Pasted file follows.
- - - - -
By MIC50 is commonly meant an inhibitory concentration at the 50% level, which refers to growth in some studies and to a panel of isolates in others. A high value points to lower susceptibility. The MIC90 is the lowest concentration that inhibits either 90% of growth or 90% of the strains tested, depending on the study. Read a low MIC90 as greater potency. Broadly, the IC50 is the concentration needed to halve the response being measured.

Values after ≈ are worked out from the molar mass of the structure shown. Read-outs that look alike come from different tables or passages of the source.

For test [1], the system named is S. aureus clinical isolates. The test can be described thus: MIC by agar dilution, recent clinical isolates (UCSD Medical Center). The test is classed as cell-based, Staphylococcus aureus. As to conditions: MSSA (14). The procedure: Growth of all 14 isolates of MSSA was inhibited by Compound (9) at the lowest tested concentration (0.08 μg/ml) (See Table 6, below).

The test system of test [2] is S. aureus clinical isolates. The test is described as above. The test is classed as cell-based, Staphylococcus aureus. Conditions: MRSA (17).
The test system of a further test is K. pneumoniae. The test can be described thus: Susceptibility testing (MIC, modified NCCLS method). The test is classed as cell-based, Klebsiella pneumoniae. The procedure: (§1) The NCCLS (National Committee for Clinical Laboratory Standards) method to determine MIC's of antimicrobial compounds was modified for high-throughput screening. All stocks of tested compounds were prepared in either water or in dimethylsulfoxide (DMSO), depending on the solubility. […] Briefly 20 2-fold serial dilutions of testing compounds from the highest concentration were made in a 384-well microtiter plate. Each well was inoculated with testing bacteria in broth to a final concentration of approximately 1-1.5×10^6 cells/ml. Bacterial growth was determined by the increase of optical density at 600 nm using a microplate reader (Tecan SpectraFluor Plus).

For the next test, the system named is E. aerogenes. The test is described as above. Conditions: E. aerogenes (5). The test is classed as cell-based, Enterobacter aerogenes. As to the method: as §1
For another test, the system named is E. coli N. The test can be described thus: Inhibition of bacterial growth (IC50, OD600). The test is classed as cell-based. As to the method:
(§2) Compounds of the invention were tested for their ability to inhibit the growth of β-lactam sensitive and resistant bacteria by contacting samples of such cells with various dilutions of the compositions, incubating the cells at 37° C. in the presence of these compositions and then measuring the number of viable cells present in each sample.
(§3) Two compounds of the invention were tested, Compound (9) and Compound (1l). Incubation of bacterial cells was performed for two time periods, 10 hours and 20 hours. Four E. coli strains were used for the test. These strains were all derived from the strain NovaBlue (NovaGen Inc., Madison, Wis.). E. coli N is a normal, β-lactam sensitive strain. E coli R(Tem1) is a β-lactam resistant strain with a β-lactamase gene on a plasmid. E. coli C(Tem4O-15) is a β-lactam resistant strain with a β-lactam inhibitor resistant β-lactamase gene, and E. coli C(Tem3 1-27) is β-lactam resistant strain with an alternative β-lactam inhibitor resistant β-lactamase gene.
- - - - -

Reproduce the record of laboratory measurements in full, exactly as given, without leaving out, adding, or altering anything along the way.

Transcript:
By MIC50 is commonly meant an inhibitory concentration at the 50% level, which refers to growth in some studies and to a panel of isolates in others. A high value points to lower susceptibility. The MIC90 is the lowest concentration that inhibits either 90% of growth or 90% of the strains tested, depending on the study. Read a low MIC90 as greater potency. Broadly, the IC50 is the concentration needed to halve the response being measured.

Values after ≈ are worked out from the molar mass of the structure shown. Read-outs that look alike come from different tables or passages of the source.

For test [1], the system named is S. aureus clinical isolates. The test can be described thus: MIC by agar dilution, recent clinical isolates (UCSD Medical Center). The test is classed as cell-based, Staphylococcus aureus. As to conditions: MSSA (14). The procedure: Growth of all 14 isolates of MSSA was inhibited by Compound (9) at the lowest tested concentration (0.08 μg/ml) (See Table 6, below).

The test system of test [2] is S. aureus clinical isolates. The test is described as above. The test is classed as cell-based, Staphylococcus aureus. Conditions: MRSA (17).
The test system of a further test is K. pneumoniae. The test can be described thus: Susceptibility testing (MIC, modified NCCLS method). The test is classed as cell-based, Klebsiella pneumoniae. The procedure: (§1) The NCCLS (National Committee for Clinical Laboratory Standards) method to determine MIC's of antimicrobial compounds was modified for high-throughput screening. All stocks of tested compounds were prepared in either water or in dimethylsulfoxide (DMSO), depending on the solubility. […] Briefly 20 2-fold serial dilutions of testing compounds from the highest concentration were made in a 384-well microtiter plate. Each well was inoculated with testing bacteria in broth to a final concentration of approximately 1-1.5×10^6 cells/ml. Bacterial growth was determined by the increase of optical density at 600 nm using a microplate reader (Tecan SpectraFluor Plus).

For the next test, the system named is E. aerogenes. The test is described as above. Conditions: E. aerogenes (5). The test is classed as cell-based, Enterobacter aerogenes. As to the method: as §1
For another test, the system named is E. coli N. The test can be described thus: Inhibition of bacterial growth (IC50, OD600). The test is classed as cell-based. As to the method:
(§2) Compounds of the invention were tested for their ability to inhibit the growth of β-lactam sensitive and resistant bacteria by contacting samples of such cells with various dilutions of the compositions, incubating the cells at 37° C. in the presence of these compositions and then measuring the number of viable cells present in each sample.
(§3) Two compounds of the invention were tested, Compound (9) and Compound (1l). Incubation of bacterial cells was performed for two time periods, 10 hours and 20 hours. Four E. coli strains were used for the test. These strains were all derived from the strain NovaBlue (NovaGen Inc., Madison, Wis.). E. coli N is a normal, β-lactam sensitive strain. E coli R(Tem1) is a β-lactam resistant strain with a β-lactamase gene on a plasmid. E. coli C(Tem4O-15) is a β-lactam resistant strain with a β-lactam inhibitor resistant β-lactamase gene, and E. coli C(Tem3 1-27) is β-lactam resistant strain with an alternative β-lactam inhibitor resistant β-lactamase gene.